·        In fact if you were to measure out 6x1023 (A Mole) atoms of any element you would find that its mass is the same as its RAM:-

                            1 Mole of Sodium 23Na                    23g mol-1

                            1Mole of Magnesium 24Mg              24g mol-1

                            1 Mole of Iron 56Fe                           56g mol-1

 

·        A molecule is made up from more than 1 atom so the mass of 1 mole of that molecule will be the sum of the RAM

                            1 Mole of water H2O                         18g mol-1

                            1Mole of Sodium Chloride NaCl    58.5g mol-1

 

 

Using Moles

·        Because we can’t actually count out molecules or atoms (moles) we convert it to something we can measure i.e. mass.

 

·        If 1 Mole of water is 18g then 2 moles would be 36g.  3 moles would be 54g and 0.5 moles would be 9g.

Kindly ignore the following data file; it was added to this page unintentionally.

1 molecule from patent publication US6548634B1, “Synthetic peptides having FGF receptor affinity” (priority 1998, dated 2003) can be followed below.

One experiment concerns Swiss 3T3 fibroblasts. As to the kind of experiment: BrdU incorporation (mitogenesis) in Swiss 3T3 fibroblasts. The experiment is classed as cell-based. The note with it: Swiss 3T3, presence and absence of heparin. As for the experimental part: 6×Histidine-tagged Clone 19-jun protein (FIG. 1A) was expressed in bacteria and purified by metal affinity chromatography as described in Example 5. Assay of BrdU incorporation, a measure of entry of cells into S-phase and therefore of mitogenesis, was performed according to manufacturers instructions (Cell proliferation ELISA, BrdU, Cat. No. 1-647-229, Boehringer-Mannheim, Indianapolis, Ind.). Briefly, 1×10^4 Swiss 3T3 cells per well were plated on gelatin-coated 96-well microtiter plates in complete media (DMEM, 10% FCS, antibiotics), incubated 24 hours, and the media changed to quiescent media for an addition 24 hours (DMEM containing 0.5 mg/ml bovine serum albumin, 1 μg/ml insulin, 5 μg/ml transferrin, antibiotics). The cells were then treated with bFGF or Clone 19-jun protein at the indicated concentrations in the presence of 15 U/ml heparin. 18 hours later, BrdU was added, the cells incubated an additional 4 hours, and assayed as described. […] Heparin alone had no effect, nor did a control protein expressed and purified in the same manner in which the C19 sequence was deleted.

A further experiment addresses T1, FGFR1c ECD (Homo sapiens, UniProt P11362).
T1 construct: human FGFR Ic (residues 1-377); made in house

·        The numbers are not always this simple so a formula helps.

 

Text Box: No. Moles = Mass
                      Ar(Mr)

 

                               

Text Box: moles = m
                Mr

Moles

Practical

Questions 1,2 p11 / 4,5 p35 / 2 p36

Types of Formula

 

Empirical Formula is the simplest ratio of atoms in a molecule.  Molecular formulae is the actual ratio of atoms in a molecule

 

·        This can be calculated using moles from percentage composition:-

 

Example 1

A sample of iron oxide was found to have 11.2g of iron and 4.8g of oxygen.  Calculate the formula of this compound

                                           Fe                                           O

                                         11.2                                        4.8